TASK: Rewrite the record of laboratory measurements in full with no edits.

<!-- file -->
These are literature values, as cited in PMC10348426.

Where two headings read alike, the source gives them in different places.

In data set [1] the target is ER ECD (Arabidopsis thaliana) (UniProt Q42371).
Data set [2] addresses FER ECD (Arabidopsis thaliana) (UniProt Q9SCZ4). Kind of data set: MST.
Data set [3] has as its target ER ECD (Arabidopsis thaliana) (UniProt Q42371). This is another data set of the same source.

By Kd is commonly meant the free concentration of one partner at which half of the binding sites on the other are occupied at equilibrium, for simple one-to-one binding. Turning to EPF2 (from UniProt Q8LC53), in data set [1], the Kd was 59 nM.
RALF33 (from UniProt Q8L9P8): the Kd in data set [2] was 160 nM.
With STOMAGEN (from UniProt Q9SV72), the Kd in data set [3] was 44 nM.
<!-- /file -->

These are literature values, as cited in PMC10348426.

Where two headings read alike, the source gives them in different places.

In data set [1] the target is ER ECD (Arabidopsis thaliana) (UniProt Q42371).
Data set [2] addresses FER ECD (Arabidopsis thaliana) (UniProt Q9SCZ4). Kind of data set: MST.
Data set [3] has as its target ER ECD (Arabidopsis thaliana) (UniProt Q42371). This is another data set of the same source.

By Kd is commonly meant the free concentration of one partner at which half of the binding sites on the other are occupied at equilibrium, for simple one-to-one binding. Turning to EPF2 (from UniProt Q8LC53), in data set [1], the Kd was 59 nM.
RALF33 (from UniProt Q8L9P8): the Kd in data set [2] was 160 nM.
With STOMAGEN (from UniProt Q9SV72), the Kd in data set [3] was 44 nM.